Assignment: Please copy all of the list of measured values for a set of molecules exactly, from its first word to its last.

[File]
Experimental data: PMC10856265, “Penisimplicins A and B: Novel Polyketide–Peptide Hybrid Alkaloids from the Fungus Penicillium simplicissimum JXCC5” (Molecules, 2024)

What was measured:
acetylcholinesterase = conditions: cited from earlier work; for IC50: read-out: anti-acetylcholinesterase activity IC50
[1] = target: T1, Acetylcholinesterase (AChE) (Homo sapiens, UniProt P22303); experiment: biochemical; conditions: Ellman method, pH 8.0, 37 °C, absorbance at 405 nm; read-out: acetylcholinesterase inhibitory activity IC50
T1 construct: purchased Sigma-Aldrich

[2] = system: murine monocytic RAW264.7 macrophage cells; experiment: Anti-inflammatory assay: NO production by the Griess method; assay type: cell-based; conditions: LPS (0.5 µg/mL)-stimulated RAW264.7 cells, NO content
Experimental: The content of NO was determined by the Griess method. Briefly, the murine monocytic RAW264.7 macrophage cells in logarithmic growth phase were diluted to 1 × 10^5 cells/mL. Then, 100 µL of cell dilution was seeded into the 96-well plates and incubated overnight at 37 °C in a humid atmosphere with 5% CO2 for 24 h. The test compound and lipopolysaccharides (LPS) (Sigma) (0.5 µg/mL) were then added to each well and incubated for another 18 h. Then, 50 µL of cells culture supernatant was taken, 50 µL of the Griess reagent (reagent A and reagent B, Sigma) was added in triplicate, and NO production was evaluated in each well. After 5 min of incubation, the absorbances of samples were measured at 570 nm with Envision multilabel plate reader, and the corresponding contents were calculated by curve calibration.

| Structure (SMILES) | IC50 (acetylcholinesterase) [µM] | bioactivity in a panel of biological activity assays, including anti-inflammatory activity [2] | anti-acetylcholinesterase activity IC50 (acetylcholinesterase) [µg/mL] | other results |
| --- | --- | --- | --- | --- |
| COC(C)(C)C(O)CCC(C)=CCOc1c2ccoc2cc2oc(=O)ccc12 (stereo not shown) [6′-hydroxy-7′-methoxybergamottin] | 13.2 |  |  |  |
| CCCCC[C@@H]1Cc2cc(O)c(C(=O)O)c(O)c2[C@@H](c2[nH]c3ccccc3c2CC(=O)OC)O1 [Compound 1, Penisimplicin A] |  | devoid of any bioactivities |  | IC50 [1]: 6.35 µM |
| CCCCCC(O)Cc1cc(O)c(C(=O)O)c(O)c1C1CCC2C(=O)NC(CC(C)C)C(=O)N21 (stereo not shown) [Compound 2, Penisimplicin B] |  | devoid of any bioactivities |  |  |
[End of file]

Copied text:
Experimental data: PMC10856265, “Penisimplicins A and B: Novel Polyketide–Peptide Hybrid Alkaloids from the Fungus Penicillium simplicissimum JXCC5” (Molecules, 2024)

What was measured:
acetylcholinesterase = conditions: cited from earlier work; for IC50: read-out: anti-acetylcholinesterase activity IC50
[1] = target: T1, Acetylcholinesterase (AChE) (Homo sapiens, UniProt P22303); experiment: biochemical; conditions: Ellman method, pH 8.0, 37 °C, absorbance at 405 nm; read-out: acetylcholinesterase inhibitory activity IC50
T1 construct: purchased Sigma-Aldrich

[2] = system: murine monocytic RAW264.7 macrophage cells; experiment: Anti-inflammatory assay: NO production by the Griess method; assay type: cell-based; conditions: LPS (0.5 µg/mL)-stimulated RAW264.7 cells, NO content
Experimental: The content of NO was determined by the Griess method. Briefly, the murine monocytic RAW264.7 macrophage cells in logarithmic growth phase were diluted to 1 × 10^5 cells/mL. Then, 100 µL of cell dilution was seeded into the 96-well plates and incubated overnight at 37 °C in a humid atmosphere with 5% CO2 for 24 h. The test compound and lipopolysaccharides (LPS) (Sigma) (0.5 µg/mL) were then added to each well and incubated for another 18 h. Then, 50 µL of cells culture supernatant was taken, 50 µL of the Griess reagent (reagent A and reagent B, Sigma) was added in triplicate, and NO production was evaluated in each well. After 5 min of incubation, the absorbances of samples were measured at 570 nm with Envision multilabel plate reader, and the corresponding contents were calculated by curve calibration.

| Structure (SMILES) | IC50 (acetylcholinesterase) [µM] | bioactivity in a panel of biological activity assays, including anti-inflammatory activity [2] | anti-acetylcholinesterase activity IC50 (acetylcholinesterase) [µg/mL] | other results |
| --- | --- | --- | --- | --- |
| COC(C)(C)C(O)CCC(C)=CCOc1c2ccoc2cc2oc(=O)ccc12 (stereo not shown) [6′-hydroxy-7′-methoxybergamottin] | 13.2 |  |  |  |
| CCCCC[C@@H]1Cc2cc(O)c(C(=O)O)c(O)c2[C@@H](c2[nH]c3ccccc3c2CC(=O)OC)O1 [Compound 1, Penisimplicin A] |  | devoid of any bioactivities |  | IC50 [1]: 6.35 µM |
| CCCCCC(O)Cc1cc(O)c(C(=O)O)c(O)c1C1CCC2C(=O)NC(CC(C)C)C(=O)N21 (stereo not shown) [Compound 2, Penisimplicin B] |  | devoid of any bioactivities |  |  |